by Zach Roberge, River Editor
One of the phenomenons that interests me immensely in France is looking/listening to the French people and trying to identify those traits in humans that might be universal. I often wonder, when I write or when I learn a new theory that dictates a way people act, if what I’m leaning only relates to Americans or if it translates to other cultures. Now, I’m actually in a different culture with people who have grown accustom to history and traditions I have no relation to, and it’s fascinating.
For instance, I was sitting in the backseat of an Uber driver, on my way to grab a bus. It was a nice black car with air conditioning on a hot day and there was a pleasant song playing on the radio. I was content, though in a rush, but the driver was nervous. He seemed to be unfamiliar with the route and, though the GPS on his dashboard spoke directions, he slowed to a rolling stop next to a construction worker to ask the way to go.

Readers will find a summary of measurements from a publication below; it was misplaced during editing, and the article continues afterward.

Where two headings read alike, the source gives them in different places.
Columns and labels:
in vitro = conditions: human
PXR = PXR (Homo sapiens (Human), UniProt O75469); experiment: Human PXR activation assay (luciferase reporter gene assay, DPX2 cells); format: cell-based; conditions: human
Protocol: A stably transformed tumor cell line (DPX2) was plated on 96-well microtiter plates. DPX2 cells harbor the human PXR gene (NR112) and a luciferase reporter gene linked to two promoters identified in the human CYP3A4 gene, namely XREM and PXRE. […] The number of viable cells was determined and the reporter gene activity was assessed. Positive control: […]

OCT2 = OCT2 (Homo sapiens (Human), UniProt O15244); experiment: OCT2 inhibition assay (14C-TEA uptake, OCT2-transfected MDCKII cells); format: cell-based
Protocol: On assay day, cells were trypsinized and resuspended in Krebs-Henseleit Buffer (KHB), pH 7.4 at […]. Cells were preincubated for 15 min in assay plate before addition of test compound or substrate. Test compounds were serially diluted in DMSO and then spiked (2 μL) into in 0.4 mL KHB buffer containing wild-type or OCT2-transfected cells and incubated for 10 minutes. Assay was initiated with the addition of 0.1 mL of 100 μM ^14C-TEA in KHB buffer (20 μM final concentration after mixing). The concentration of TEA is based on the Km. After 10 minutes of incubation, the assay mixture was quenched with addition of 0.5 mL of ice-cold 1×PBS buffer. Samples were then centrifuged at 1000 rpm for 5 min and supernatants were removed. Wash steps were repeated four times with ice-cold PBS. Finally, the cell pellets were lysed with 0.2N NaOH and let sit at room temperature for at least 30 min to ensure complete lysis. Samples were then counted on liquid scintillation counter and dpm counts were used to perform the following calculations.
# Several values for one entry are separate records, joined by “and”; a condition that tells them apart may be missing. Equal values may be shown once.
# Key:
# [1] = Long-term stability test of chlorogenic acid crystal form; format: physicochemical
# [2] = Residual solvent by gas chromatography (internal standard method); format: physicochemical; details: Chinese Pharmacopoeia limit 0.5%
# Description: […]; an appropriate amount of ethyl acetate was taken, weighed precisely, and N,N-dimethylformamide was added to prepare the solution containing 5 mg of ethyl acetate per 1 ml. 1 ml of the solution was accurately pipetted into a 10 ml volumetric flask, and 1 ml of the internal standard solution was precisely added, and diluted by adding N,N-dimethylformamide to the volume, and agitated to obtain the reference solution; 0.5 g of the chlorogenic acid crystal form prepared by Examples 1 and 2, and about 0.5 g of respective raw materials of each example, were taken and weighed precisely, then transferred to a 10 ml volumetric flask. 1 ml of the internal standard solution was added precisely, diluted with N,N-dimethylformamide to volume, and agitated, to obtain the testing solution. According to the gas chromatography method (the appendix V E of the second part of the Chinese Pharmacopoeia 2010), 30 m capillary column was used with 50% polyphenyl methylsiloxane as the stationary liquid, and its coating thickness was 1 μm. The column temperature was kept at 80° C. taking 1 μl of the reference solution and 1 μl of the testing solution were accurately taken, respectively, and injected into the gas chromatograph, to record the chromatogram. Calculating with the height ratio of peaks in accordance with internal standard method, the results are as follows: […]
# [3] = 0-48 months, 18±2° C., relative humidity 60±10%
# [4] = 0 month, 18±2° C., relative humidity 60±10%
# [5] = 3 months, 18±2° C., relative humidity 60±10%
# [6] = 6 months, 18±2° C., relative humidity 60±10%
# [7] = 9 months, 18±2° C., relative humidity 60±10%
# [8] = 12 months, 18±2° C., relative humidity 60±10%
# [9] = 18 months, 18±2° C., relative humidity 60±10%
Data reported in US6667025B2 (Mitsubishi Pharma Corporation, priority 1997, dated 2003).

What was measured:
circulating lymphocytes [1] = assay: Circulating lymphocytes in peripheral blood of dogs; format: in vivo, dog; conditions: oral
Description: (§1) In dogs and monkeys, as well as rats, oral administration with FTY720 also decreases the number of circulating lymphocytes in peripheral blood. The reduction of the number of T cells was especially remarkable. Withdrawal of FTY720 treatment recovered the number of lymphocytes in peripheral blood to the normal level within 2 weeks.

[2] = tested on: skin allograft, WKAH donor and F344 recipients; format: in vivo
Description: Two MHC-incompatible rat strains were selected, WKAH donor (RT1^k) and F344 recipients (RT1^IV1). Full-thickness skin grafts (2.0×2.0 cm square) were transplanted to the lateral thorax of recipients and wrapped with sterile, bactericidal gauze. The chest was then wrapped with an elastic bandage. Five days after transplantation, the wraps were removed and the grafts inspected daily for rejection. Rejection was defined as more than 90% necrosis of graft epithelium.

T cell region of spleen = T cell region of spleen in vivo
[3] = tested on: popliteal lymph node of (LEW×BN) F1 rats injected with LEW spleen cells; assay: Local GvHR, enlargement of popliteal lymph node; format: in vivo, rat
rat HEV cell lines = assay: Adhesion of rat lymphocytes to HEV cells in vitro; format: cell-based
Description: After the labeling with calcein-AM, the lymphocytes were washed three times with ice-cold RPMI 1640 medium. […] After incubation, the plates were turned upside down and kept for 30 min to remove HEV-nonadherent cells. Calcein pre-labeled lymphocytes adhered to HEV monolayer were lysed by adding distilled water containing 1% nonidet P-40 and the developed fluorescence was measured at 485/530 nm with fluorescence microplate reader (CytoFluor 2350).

The worker was a young man with dark hair. I don’t speak French, but I watched as the driver opened his window and began motioning to the young man with his hand, pointing up a ramp in the distance or over at a bend in the road in another direction, all the while speaking rapid, unfiltered French. The construction worker, wearing the telltale orange vest and hard helmet, gave a look I’ve expressed on many occasions. His eyes grew wide, his eyebrows raised ever slightly, and his mouth slowly drooped agape. He looked at the driver and I could tell that though electrical pulses were firing in his brain, telling his body to breath, telling his heart to beat, nothing was breaking through the thick barrier of his surprised, unprepared frontal lobe.
He simply stood on the road and watched through the driver’s frantic gestures and kept watching even as we drove away. I felt for the young man. I can’t express how many times I’ve been lost in my own thoughts, often while I’m working, only to have a person stop and interrupt my mind. It’s a confounded state and when it happens, I can only force out short, shuttering words, hoping they’re right. I’ve decided to call it the, “Uh” face, and apparently, it could be universal.